The Andalous Institute for Tolerance and Anti-Violence Studies published a statement on Sunday evening, condemning “repressive tactics exercised against civilians” by the police. According to their statement police officers carried out “random arrests of a large number of individuals who were incidentally in the area around Abdel Moneim Riad” during clashes last Friday.
Several Egyptian television channels have shown footage over the past few days which clearly show members of the Muslim Brotherhood and other Islamic groups engaged in clashes with other protesters, the institute said. The institute added that not a single member of the ruling party, which had called for the protest, were arrested, despite the overwhelming video footage showing Brotherhood supporters carrying weapons and assaulting other people.
The one-sided arrests, according to the statement, raise many questions regarding the real party responsible for the violence and the credibility of the arrests.
The institute identified 39 people who were arrested, including “intellectuals, writers, minors, a young Syrian national and a teacher of American nationality”.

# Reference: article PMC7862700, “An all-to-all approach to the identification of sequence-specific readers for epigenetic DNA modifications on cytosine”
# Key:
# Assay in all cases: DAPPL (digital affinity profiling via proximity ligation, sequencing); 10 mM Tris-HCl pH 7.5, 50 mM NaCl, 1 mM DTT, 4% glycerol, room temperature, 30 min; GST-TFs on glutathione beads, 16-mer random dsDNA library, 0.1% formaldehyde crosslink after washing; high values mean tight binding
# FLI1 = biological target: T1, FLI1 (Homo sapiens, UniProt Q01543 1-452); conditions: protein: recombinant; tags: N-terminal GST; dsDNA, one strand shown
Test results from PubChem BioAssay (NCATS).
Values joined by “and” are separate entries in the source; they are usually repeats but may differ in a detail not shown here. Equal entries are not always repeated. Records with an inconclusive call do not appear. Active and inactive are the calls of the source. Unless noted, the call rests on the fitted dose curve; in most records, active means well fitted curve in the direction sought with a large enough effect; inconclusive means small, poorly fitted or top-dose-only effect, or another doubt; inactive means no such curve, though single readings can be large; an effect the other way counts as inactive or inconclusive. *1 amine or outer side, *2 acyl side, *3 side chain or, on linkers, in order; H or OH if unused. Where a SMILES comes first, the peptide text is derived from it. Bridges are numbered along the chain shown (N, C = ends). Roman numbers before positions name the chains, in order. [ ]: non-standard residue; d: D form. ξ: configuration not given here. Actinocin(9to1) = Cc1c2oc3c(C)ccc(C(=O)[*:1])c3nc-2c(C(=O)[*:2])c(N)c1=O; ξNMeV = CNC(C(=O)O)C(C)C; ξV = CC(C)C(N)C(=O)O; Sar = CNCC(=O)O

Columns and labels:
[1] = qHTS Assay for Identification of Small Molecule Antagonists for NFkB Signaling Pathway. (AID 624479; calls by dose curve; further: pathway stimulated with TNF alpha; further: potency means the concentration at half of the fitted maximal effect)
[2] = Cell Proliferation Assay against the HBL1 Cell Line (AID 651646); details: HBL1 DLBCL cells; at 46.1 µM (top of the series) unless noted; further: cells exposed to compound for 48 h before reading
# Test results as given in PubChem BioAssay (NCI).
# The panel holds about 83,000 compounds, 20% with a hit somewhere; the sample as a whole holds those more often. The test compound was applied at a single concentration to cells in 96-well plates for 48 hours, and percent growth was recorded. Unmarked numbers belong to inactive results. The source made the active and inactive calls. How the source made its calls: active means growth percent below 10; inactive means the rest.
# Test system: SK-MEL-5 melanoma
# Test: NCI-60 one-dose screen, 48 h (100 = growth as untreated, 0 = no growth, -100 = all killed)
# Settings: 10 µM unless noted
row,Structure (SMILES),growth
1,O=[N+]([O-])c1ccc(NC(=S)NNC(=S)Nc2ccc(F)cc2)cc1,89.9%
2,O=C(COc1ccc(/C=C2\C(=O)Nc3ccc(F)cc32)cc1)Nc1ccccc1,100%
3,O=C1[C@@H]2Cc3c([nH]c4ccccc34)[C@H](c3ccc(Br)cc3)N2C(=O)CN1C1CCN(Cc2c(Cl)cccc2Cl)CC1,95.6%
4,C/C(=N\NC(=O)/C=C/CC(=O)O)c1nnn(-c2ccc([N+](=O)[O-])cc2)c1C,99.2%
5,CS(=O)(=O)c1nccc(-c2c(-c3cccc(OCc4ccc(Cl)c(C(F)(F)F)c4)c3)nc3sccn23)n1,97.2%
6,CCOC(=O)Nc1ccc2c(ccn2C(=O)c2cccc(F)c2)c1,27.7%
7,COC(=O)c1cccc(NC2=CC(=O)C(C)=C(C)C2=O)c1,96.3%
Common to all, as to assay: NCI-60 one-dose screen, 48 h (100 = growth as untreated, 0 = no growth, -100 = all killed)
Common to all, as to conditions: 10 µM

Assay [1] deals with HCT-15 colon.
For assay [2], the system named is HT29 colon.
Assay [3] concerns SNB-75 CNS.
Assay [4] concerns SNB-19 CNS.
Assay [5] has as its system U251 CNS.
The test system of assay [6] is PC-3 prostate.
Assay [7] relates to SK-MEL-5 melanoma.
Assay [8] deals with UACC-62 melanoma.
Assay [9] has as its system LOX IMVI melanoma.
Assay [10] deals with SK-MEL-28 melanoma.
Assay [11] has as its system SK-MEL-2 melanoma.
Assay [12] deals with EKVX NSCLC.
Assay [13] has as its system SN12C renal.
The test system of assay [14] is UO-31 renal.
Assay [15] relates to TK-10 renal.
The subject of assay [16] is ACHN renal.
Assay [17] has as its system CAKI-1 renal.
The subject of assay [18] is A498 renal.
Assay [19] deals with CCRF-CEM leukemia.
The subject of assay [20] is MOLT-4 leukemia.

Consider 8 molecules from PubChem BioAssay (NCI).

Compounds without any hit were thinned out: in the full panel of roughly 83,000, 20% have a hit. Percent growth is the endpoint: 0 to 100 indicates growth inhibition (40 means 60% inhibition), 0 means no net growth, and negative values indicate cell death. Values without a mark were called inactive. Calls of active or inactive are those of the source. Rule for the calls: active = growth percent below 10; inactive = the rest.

Charges include endangering the public, vandalism, violence against public officials, and possession of firearms and other “tools that bring about death”, the Andalous Institute said.
Some of the arrested people are also accused of attempting to murder police officers.
“The Andalous Institute… demands the Egyptian government and authorities immediately release those arrested,” the statement read. It also demanded the Ministry of Interior “do their duties professionally and remove themselves from the service of the regime.”
The institute also demanded thorough investigations be conducted and those who were caught on camera be arrested regardless of political affiliation.
Samar Al-Hosseini, the executive director of the institute, said the Ministry of Interior has thrown its support behind whatever government is in place. “They supported [former president] Hosni Mubarak and now they support the Brotherhood,” she said.
Under Mubarak, Muslim Brotherhood members were often arrested and arbitrarily detained.
Al-Hosseini said she recommends the government replace the Interior Ministry under civilian control while the government makes necessary reforms. “So far [President Mohamed] Morsi has yet to make any kind of reforms in the ministry and has taken no steps to tackle human rights violations since he has come to power.”